This unquestionably makes us think about humanity as a whole to a much greater extent than if the novel had been a first person account from the point of view of a single character. We are forced as readers to look further than just Verloc and see that, in Conrad’s world, events have massive and far-reaching consequences: by showing what these consequences are for many different people, Conrad makes us think more carefully about our roles in our little societies, and the impact of our actions on others. It is worth noting that every character who has any kind of unselfish instinct meets a terrible death. By showing the miserable ends of the few compassionate figures in the book Conrad underlines that this concept of the whole and the part is not just relevant in terms of the insignificance of humanity in relation to the whole of the universe, but also, and almost paradoxically, in terms of the importance of paying attention to the fates of other members of our society.
This brings us to the way theme shapes our impression of the book. The two most important and relevant themes Conrad had in mind when he wrote The Secret Agent are probably lack of communication and alienation. Both of these ideas are closely linked to the concept of the whole and the part – for the whole cannot exist without communication, and alienation arrives in its place. Conrad’s description of the city comes to mind when we consider the latter of these two themes: just a few pages into the novel, as Verloc walks to the embassy, he tells us that
‘in its breadth, emptiness and extent (the street) had the majesty of inorganic nature, of matter that never dies.’
A further obvious example of this comes during the Assistant Commissioner’s walk:
‘His descent into the street was like the descent into a slimy aquarium from which the water had been run off. A murky, gloomy dampness enveloped him. The walls of the houses were wet, the mud of the roadway glistened with an effect of phosphorescence ... In this immoral atmosphere the Assistant Commissioner, reflecting upon his enterprise, seemed to lose some of his identity.’
Conrad thus succeeds in putting forward a view of society and mankind in general as insular and disassociated, and puts forward a contrasting view of ‘majestic, inorganic nature’ as unified and cohesive. Similarly, in, many exchanges and interactions between the charcacters - for example, his ironic presentation of the conversation leading up to Verloc’s murder, or the professor’s misinterpretation of Heat’s intentions – he presents to us a view of human beings so self-centred and egotistical that they cannot possibly consider any greater purpose or unselfish way of life.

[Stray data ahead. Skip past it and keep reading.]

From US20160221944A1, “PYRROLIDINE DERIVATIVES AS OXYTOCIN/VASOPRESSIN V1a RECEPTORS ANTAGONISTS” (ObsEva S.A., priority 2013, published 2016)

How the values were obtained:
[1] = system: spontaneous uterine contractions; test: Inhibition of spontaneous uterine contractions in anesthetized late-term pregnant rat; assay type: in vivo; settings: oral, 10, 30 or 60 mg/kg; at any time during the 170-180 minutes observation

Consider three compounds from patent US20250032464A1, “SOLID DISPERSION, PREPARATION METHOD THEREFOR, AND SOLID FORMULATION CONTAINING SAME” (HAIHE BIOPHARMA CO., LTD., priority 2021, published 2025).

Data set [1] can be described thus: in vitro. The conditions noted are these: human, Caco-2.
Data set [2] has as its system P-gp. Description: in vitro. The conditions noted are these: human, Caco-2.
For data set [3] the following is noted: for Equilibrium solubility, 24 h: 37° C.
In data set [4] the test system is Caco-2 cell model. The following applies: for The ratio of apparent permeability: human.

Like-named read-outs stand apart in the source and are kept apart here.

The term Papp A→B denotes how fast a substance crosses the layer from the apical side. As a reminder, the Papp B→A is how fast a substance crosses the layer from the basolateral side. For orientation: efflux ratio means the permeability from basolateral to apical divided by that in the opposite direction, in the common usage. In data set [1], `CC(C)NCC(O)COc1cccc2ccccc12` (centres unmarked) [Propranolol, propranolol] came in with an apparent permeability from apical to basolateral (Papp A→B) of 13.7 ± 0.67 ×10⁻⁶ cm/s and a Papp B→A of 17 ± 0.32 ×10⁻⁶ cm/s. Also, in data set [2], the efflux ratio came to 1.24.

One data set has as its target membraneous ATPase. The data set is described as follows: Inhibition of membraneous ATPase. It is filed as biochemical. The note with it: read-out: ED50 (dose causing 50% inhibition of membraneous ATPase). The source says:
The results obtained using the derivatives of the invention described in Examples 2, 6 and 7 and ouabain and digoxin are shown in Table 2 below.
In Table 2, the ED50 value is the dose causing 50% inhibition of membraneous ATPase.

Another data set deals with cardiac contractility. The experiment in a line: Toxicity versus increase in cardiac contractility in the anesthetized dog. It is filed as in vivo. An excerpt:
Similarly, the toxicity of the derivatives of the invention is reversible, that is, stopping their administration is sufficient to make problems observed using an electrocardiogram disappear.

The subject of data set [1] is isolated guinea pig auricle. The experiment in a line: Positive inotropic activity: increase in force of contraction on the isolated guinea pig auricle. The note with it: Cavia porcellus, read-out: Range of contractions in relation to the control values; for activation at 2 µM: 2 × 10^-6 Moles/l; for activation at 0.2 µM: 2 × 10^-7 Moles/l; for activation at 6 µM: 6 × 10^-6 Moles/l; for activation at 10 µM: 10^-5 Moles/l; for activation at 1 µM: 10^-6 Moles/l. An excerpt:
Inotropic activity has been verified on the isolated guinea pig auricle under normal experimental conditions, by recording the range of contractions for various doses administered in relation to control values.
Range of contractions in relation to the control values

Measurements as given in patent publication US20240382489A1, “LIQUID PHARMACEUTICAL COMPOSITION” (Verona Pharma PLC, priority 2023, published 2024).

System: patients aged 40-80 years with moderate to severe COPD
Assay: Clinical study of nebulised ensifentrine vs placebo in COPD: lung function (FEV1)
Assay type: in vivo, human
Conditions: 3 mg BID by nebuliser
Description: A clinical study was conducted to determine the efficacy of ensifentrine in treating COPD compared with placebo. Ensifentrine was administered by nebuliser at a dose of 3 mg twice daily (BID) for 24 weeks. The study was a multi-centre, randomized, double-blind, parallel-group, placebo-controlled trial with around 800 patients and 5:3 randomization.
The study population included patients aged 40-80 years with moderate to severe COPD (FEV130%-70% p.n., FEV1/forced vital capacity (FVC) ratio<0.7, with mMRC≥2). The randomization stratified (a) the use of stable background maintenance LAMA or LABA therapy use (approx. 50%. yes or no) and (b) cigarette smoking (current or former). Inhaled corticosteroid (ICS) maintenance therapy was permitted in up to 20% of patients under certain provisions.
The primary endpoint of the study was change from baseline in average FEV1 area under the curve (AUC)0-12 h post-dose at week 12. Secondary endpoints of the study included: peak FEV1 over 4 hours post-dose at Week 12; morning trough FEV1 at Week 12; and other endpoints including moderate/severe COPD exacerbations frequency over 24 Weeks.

It is a mistake to consider, as many contemporaries did, Conrad’s contempt for much of humanity as necessarily an advocation of anarchy as a viable alternative to the social milieu in which he lived. His characterisation of the anarchists is no more sympathetic than the way he treated anyone else, and, whilst he said that he intended to insult these ‘sham’ anarchists rather than their theories, his political views had, by the time he wrote The Secret Agent, mellowed somewhat from his youthful reactionary stance which was probably inspired by his father’s revolutionary instincts.
With incitement of revolution removed from the equation, then, we can see that Conrad’s motives for writing The Secret Agent were in large part to suggest this idea of the whole rather than the part, of the insignificance of humanity and yet also the necessity of the individual playing his role in society. It seems clear that Conrad, the perennial outsider, and one of the few who could see society of the time for what it really was, was entirely successful in achieving these goals. The daily evil of the émigré may be his isolation – but, in Conrad’s case, it was also the catalyst for his success.